Elon Musk warns Twitter could face bankruptcy as top management escapes.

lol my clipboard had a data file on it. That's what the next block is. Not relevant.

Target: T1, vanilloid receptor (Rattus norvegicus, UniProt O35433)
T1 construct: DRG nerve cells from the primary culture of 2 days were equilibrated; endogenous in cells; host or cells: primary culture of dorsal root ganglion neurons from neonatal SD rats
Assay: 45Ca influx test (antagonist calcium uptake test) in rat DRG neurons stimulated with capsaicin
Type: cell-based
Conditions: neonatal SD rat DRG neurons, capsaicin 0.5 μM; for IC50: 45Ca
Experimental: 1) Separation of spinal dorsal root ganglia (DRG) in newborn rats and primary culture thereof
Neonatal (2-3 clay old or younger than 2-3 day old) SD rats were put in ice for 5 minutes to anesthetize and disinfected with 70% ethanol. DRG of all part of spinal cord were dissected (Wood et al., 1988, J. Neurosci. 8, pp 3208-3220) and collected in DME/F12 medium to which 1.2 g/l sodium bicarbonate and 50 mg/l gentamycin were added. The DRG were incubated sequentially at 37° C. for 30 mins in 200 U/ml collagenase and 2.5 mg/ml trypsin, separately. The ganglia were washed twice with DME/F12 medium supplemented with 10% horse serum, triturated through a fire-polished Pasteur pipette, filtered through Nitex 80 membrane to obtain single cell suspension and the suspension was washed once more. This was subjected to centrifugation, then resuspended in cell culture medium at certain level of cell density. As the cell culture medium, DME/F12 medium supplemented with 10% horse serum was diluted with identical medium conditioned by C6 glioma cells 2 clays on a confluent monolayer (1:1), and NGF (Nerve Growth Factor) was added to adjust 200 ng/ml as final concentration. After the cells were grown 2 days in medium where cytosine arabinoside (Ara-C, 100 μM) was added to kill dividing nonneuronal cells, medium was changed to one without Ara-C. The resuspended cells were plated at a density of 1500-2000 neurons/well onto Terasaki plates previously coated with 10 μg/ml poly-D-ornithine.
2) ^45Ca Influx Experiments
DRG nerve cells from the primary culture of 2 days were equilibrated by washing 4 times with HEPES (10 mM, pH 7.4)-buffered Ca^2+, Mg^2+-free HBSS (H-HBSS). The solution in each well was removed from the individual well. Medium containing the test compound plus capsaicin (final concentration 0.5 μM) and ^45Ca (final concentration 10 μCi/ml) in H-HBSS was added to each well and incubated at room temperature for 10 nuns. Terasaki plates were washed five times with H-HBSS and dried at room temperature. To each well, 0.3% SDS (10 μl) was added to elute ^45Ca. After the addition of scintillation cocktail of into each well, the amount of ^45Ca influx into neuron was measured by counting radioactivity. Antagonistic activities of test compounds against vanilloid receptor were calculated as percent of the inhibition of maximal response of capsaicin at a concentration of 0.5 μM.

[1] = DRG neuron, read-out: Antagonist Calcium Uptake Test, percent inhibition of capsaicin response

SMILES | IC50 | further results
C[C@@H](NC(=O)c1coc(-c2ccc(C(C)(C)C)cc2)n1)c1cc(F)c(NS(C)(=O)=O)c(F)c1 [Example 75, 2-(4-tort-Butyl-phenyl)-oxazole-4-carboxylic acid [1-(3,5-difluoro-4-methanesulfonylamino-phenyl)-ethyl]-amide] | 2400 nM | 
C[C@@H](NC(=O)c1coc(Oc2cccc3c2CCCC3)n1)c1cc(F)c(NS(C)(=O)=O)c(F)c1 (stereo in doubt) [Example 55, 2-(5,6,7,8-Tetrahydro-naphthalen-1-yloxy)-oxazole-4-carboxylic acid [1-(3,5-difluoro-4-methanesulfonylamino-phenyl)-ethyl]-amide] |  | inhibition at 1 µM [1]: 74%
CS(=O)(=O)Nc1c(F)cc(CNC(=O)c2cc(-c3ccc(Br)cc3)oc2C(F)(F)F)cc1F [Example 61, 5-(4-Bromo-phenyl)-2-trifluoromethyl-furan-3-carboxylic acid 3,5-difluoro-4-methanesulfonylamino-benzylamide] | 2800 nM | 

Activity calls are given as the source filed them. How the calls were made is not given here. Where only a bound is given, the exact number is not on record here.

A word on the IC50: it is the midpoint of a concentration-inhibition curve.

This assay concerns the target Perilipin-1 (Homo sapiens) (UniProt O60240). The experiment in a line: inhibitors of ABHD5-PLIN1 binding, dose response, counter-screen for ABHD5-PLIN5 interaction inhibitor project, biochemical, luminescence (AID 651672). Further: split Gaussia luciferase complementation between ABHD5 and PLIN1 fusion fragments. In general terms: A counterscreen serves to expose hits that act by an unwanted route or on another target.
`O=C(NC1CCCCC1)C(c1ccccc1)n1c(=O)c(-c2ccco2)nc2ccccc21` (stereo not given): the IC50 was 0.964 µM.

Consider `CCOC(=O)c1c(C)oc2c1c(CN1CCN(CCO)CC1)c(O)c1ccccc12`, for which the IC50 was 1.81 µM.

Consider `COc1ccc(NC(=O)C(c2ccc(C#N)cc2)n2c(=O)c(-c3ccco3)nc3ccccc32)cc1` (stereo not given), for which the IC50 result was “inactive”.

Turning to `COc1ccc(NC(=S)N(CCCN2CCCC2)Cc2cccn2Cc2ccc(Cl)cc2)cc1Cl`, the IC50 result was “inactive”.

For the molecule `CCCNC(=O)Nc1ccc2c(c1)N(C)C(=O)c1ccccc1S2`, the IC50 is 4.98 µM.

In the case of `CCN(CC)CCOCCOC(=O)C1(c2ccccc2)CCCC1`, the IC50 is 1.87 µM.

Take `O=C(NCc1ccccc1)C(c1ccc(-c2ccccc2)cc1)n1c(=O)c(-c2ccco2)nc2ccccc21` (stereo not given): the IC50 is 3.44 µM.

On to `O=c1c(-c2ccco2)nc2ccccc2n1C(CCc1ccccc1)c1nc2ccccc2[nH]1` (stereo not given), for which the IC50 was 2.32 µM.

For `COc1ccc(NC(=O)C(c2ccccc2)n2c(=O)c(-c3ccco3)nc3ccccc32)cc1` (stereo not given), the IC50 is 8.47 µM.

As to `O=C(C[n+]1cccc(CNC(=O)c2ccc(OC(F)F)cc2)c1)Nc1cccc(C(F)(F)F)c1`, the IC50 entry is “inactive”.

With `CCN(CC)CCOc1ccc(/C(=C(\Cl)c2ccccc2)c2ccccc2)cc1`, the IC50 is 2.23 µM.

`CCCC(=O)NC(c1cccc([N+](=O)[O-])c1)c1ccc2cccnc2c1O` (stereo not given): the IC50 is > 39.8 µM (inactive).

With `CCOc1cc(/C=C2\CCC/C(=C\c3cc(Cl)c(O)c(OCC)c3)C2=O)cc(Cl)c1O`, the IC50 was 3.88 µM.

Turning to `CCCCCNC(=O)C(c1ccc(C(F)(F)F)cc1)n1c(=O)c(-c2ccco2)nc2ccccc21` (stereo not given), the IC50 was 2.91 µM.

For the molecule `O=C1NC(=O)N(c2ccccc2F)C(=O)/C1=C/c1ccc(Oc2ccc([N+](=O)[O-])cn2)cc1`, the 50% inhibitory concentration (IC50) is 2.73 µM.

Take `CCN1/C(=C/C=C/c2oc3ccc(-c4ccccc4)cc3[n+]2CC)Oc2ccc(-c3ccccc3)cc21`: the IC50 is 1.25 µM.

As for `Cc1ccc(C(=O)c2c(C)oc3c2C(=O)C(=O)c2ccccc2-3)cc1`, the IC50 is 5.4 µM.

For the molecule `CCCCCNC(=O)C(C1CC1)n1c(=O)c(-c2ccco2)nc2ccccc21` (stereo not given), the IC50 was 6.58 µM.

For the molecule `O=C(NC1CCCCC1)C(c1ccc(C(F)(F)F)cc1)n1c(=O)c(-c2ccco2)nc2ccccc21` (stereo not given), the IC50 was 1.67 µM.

Elon Musk told Twitter staff on Thursday to prepare for “the difficult times ahead.” And he warned that the company could go bankrupt if it didn’t find new ways to make money. At an all-employee meeting on Thursday, Musk said he was losing money on Twitter. As reported by Platformer and Bloomberg, he says “bankruptcy is not an issue.” The revelation became another whirlwind day after Musk took over the social media platform. Musk sent his first email late Wednesday night, instructing employees to stop working from home and return to the office Thursday morning. This reversed the work-from-home policy implemented by Twitter during the pandemic. You have to email the entire company, but there is no way to add or subtract messages,” Musk wrote. “Without significant subscription revenue, Twitter is unlikely to survive the upcoming economic downturn.” We need half of it.” The next day, Musk convened the first “holistic” meeting, giving a grim assessment of the company’s finances and expanding face-to-face work requirements. Musk says “exceptional” workers can work remotely, but Others who don’t like it can quit: MarketWatch reporter Andrew Keschner claimed that Musk worked 120 hours a week, including 24, on his 47th birthday. 02:21 Layoffs, then resignation Six celebrities left Twitter this week after last week’s layoffs of nearly 3,700 people or the genocide equivalent to half the number of Twitter employees. including Damien Kieran, Chief Privacy Officer, Chief Compliance Officer, Marianne Fogarty; Leah Kisner, head of information security, an executive confirmed to colleagues Roth’s resignation on an internal bulletin seen by the Associated Press. Roth’s resignation was a “big loss” to Twitter’s credibility and integrity, calling his ex-colleague and friend Emily Horne. Horne, who oversaw global policy communications on Twitter until 2018, said he was “the most evil troll ever active on the platform.” Dozens of ex-employees have been asked to return, while experts say if the number of employees drops dramatically, the platform will need to ensure users’ data privacy. It will make it more difficult to comply with your legal obligations. Cybersecurity expert Alex Stamos, the former head of security for Facebook, warned on Twitter on Thursday that “a sharp decline in the number of employees poses a serious breach risk.” “Twitter has made great strides toward a more rational internal security model, and stepping back will be a problem for the FTC and other regulators in the US and Europe,” Stamos said. The FTC is Watching The FTC said in a statement on Thursday that it was “tracking the latest developments on Twitter with deep concern.” “The amended consent order provides a new tool to investigate compliance and we are ready to use it.” Musk reserves the right, if so, to request documents and deposit employees. In an email sent by the AP to these employees, Musk said, “Twitter will take all necessary steps to comply with both the letter and the spirit of the FTC consent decree. will,” he said. Musk also has other government regulatory issues that run Twitter. Twitter was fined $150 million in May for violating a consent order in 2011. The updated version sets new procedures that require companies to implement improved privacy protection programs and enhance information security. The new procedure also requires companies to include a full public list that Twitter must disclose to the FTC when introducing new products and services, particularly when it affects personal data collected about users. We review personal information in advance,” tweeted Riana Pfefferkorn, a researcher at Stanford University who said she had previously provided Twitter outside of legal counsel MoneyWatch. In response to that, Twitter, which removed the FTC. Communications department, asked the AP for comment on Thursday. The capricious CEO who has been fined for inadvertently tweeting in the past has a history of entanglement with regulators, Musk declared in a 2018 tweet, referring to the Securities and Exchange Commission as “I don’t respect the SEC.” Horses fled Twitter after taking over Twitter and firing its chief executive, citing growing hate speech against the platform. Advertisers including Oreo manufacturers Mondelez, Allianz, Audi, General Mills, GM, United Airlines and Pfizer advertise on the platform. The pause caused a major cash crisis for the company, with more expected to follow. On a live broadcast, Musk claimed that hate speech on the platform has decreased since his takeover and asked advertisers to be patient, citing the company’s efforts in the coming weeks. He warned that he would do “a lot of stupid things” inside, “How can we make big strides if we don’t make bold moves?” “You have to take a risk here, and I think that’s going to be a really big leap forward.” Musks’ goal is to cut that amount in half, while also getting more money out of their subscriptions. In an email Thursday, Musk told employees, “The last 10 “Priority for days,” he said, is developing and launching Twitter’s $8-per-month subscription service that includes a blue checkmark next to a paid member’s name. A verified account. The project went well with attempts to impersonate celebrities like LeBron James and pharmaceutical company Eli Lilly, which Musk said in a second email to employees was “an absolute top priority.” We will stop “bots/trolls/spam” abusing the old account system. A flood of fake accounts was frozen by the company on Friday with the launch of a new subscription service, Twitter Blue, according to tech reporter Zoe Schiffer. latest news

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